Gastric decompression “puts the injured part at rest” and facilitates healing of an intestinal anastomosis. The duration and depth of anesthesia reflect the length and complexity of the surgical procedure, which relates to the analgesic requirement and resultant respiratory depression as well as the duration of postoperative ileus, which impairs normal movement of the diaphragm and increases the requirement for respiratory support.
The duration of antibiotic therapy depends on whether there was contamination of the peritoneal cavity. Total parental nutrition (TPN) is indicated until return of bowel function permits delivery of adequate enteral nutrition. Even when peristalsis has resumed, these infants may not tolerate enteral feedings, because their intestinal mucosa must regenerate before it is able to absorb nutrients. A period of trophic feeding may stimulate mucosal regeneration, and a predigested or elemental formula may be better tolerated. If the terminal ileum is resected, derangements in folate metabolism and in the enterohepatic circulation may occur.
Cardiovascular and coagulation complications, such as shock and disseminated intravascular coagulation, may occur with intestinal ischemia or necrosis. Management of these issues may also challenge the clinician during the postoperative period.
Wound care is usually straightforward; antibiotics are not generally required beyond the immediate preoperative period.
General complications include postoperative strictures and adhesions, prolonged ileus because of impaired gut motility, and malabsorption, usually related to inadequate gut length or intestinal injury from ischemia or infection; there are also complications related to prolonged use of total parenteral nutrition (TPN), including problems in obtaining central venous access and catheter complications, such as sepsis.
Percutaneously inserted catheters (PIC) are utilized successfully in this population, but the caliber of these catheters is small and infusion of blood products may require alternative routes. Problems caused by the TPN solution include cholestasis, liver damage, and nutritional deficiencies. Meticulous attention to the composition of TPN solutions may minimize these long-term complications.
A fish-oil lipid emulsion appears to minimize the liver toxicity that is seen with traditional soybean oil lipid formulations.
Normal oropharyngeal activities (eg, sucking) should be encouraged or oral aversion may develop.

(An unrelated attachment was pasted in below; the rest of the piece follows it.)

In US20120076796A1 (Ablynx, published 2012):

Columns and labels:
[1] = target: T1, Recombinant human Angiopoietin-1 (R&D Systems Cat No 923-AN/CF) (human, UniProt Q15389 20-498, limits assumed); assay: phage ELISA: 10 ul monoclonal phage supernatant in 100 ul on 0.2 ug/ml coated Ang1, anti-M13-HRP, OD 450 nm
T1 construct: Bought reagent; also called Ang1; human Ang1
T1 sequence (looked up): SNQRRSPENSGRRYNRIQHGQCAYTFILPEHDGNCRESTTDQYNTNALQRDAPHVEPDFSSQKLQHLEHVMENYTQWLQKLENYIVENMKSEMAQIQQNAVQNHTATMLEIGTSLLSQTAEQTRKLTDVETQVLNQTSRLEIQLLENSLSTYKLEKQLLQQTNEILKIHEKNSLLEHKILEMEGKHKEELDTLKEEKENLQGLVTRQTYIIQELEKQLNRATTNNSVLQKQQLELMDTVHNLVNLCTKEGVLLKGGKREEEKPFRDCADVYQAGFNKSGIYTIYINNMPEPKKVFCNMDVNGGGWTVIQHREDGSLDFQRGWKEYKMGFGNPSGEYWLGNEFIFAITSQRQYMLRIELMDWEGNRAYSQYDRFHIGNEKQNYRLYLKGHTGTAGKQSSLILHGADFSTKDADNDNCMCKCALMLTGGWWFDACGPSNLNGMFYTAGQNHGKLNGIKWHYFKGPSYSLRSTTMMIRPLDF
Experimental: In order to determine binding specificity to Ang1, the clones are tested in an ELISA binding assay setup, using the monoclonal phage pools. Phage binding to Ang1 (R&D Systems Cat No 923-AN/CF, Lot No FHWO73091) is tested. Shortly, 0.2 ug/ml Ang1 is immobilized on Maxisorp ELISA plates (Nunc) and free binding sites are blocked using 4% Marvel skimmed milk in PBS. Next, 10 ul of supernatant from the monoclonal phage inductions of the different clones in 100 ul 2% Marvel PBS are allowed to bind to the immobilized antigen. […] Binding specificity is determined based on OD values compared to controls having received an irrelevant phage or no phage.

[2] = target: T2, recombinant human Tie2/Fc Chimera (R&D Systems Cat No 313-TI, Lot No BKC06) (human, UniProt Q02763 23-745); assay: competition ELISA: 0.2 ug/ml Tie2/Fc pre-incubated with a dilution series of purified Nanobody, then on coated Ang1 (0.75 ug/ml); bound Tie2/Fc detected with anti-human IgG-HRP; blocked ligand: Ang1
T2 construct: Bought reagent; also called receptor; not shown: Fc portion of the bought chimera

Postoperative adhesions may occur between loops of intestine or between the intestine and the peritoneum. Anastomotic strictures may develop. In a study of 1541 children who had intestinal surgery, approximately 10% had adhesions at the operative site, and 5% occurred in areas that were away from the site of surgery. Gentle manipulation of the bowel, limiting contamination of the peritoneal cavity, and meticulous anastomotic technique may limit postoperative strictures and adhesions.
Decreased gut motility is often observed after bowel resection for intestinal obstruction. Chronic dilatation of the intestine proximal to the obstruction may alter normal peristalsis across that segment of bowel, even after the obstruction has been relieved. Interruption of vagal neuroenteric pathways by an atresia or a surgical anastomosis may also contribute to abnormal intestinal motility.
Two promotility pharmacologic agents are used in this age group: metoclopramide and erythromycin. Randomized controlled trials of these agents have produced variable results compared with placebo; and each drug has side effects that may be unacceptable. Utilization is frequently based upon anecdotal reports or personal experience, rather than” evidence-based medicine”.
The normal length of the small bowel in a term infant is approximately 250 cm; in adults, it is 600-800 cm. The estimated minimum length for adequate intestinal function in a term infant is 75 cm. Resection of more than 60% of the small bowel or resection that removes crucial anatomic segments (eg, the ileocecal valve) predisposes the infant to malabsorption, which may cause failure to thrive, in which the infants do not grow and develop normally. Bacterial overgrowth also contributes to malabsorption. Accordingly, every effort to preserve bowel length is imperative.
Short-gut syndrome results when the remaining intestine cannot sustain normal absorption of nutrients. Children with short-gut syndrome may survive with parenteral nutrition supplementation, predigested formulas, and pharmacologic agents used to slow motility. Probiotics have been shown to normalize bowel flora and improve absorption of nutrients.
Bowel-lengthening procedures abetted by the creation of intraluminal valves, and pharmacologic manipulation of bowel recovery with nutritional and hormonal treatments assist in weaning children with short-gut syndrome from dependence on parenteral nutrition. Newer techniques, such as the serial transverse enteroplasty (STEP) procedure, may offer improved bowel function and length in some patients.